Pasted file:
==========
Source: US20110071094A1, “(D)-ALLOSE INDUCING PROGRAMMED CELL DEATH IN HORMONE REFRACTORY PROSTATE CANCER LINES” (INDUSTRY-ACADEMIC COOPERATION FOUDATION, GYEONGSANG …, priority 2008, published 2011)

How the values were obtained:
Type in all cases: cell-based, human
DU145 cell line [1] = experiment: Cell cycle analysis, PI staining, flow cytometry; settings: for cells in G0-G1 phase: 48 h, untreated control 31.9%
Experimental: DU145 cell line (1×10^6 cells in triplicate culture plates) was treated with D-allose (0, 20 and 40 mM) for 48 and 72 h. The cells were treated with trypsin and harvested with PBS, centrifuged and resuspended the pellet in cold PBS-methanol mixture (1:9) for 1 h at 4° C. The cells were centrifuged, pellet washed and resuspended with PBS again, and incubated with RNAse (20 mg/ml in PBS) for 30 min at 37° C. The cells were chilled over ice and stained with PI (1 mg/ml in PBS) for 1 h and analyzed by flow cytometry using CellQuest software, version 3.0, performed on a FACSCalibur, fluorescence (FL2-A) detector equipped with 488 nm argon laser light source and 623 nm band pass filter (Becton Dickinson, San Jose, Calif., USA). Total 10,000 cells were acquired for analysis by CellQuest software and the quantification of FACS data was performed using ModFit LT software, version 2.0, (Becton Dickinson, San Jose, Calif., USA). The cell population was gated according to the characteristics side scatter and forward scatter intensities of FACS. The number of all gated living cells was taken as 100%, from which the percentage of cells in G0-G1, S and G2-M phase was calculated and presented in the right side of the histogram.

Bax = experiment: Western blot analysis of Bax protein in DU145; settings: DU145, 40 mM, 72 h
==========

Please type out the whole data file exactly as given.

Source: US20110071094A1, “(D)-ALLOSE INDUCING PROGRAMMED CELL DEATH IN HORMONE REFRACTORY PROSTATE CANCER LINES” (INDUSTRY-ACADEMIC COOPERATION FOUDATION, GYEONGSANG …, priority 2008, published 2011)

How the values were obtained:
Type in all cases: cell-based, human
DU145 cell line [1] = experiment: Cell cycle analysis, PI staining, flow cytometry; settings: for cells in G0-G1 phase: 48 h, untreated control 31.9%
Experimental: DU145 cell line (1×10^6 cells in triplicate culture plates) was treated with D-allose (0, 20 and 40 mM) for 48 and 72 h. The cells were treated with trypsin and harvested with PBS, centrifuged and resuspended the pellet in cold PBS-methanol mixture (1:9) for 1 h at 4° C. The cells were centrifuged, pellet washed and resuspended with PBS again, and incubated with RNAse (20 mg/ml in PBS) for 30 min at 37° C. The cells were chilled over ice and stained with PI (1 mg/ml in PBS) for 1 h and analyzed by flow cytometry using CellQuest software, version 3.0, performed on a FACSCalibur, fluorescence (FL2-A) detector equipped with 488 nm argon laser light source and 623 nm band pass filter (Becton Dickinson, San Jose, Calif., USA). Total 10,000 cells were acquired for analysis by CellQuest software and the quantification of FACS data was performed using ModFit LT software, version 2.0, (Becton Dickinson, San Jose, Calif., USA). The cell population was gated according to the characteristics side scatter and forward scatter intensities of FACS. The number of all gated living cells was taken as 100%, from which the percentage of cells in G0-G1, S and G2-M phase was calculated and presented in the right side of the histogram.

Bax = experiment: Western blot analysis of Bax protein in DU145; settings: DU145, 40 mM, 72 h